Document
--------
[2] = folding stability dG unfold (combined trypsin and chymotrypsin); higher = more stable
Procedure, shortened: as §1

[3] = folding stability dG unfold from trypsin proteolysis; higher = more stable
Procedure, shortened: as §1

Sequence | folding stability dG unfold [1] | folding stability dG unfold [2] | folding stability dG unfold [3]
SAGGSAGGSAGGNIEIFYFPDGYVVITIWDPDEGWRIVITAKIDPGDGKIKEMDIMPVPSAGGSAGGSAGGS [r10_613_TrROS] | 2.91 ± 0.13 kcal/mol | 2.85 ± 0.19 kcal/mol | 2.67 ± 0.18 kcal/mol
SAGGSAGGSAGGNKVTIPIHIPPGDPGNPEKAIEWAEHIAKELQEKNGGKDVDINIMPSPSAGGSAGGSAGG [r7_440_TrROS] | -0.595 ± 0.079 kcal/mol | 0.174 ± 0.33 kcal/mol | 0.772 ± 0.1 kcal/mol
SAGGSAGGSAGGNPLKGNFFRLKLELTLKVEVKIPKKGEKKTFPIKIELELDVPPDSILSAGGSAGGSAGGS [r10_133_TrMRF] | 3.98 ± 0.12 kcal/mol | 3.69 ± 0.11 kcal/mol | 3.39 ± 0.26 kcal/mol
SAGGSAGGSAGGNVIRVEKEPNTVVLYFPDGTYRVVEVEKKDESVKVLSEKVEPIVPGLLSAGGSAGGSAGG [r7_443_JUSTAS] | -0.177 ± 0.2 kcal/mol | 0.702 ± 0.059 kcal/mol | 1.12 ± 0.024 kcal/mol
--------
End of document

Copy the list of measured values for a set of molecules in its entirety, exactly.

[2] = folding stability dG unfold (combined trypsin and chymotrypsin); higher = more stable
Procedure, shortened: as §1

[3] = folding stability dG unfold from trypsin proteolysis; higher = more stable
Procedure, shortened: as §1

Sequence | folding stability dG unfold [1] | folding stability dG unfold [2] | folding stability dG unfold [3]
SAGGSAGGSAGGNIEIFYFPDGYVVITIWDPDEGWRIVITAKIDPGDGKIKEMDIMPVPSAGGSAGGSAGGS [r10_613_TrROS] | 2.91 ± 0.13 kcal/mol | 2.85 ± 0.19 kcal/mol | 2.67 ± 0.18 kcal/mol
SAGGSAGGSAGGNKVTIPIHIPPGDPGNPEKAIEWAEHIAKELQEKNGGKDVDINIMPSPSAGGSAGGSAGG [r7_440_TrROS] | -0.595 ± 0.079 kcal/mol | 0.174 ± 0.33 kcal/mol | 0.772 ± 0.1 kcal/mol
SAGGSAGGSAGGNPLKGNFFRLKLELTLKVEVKIPKKGEKKTFPIKIELELDVPPDSILSAGGSAGGSAGGS [r10_133_TrMRF] | 3.98 ± 0.12 kcal/mol | 3.69 ± 0.11 kcal/mol | 3.39 ± 0.26 kcal/mol
SAGGSAGGSAGGNVIRVEKEPNTVVLYFPDGTYRVVEVEKKDESVKVLSEKVEPIVPGLLSAGGSAGGSAGG [r7_443_JUSTAS] | -0.177 ± 0.2 kcal/mol | 0.702 ± 0.059 kcal/mol | 1.12 ± 0.024 kcal/mol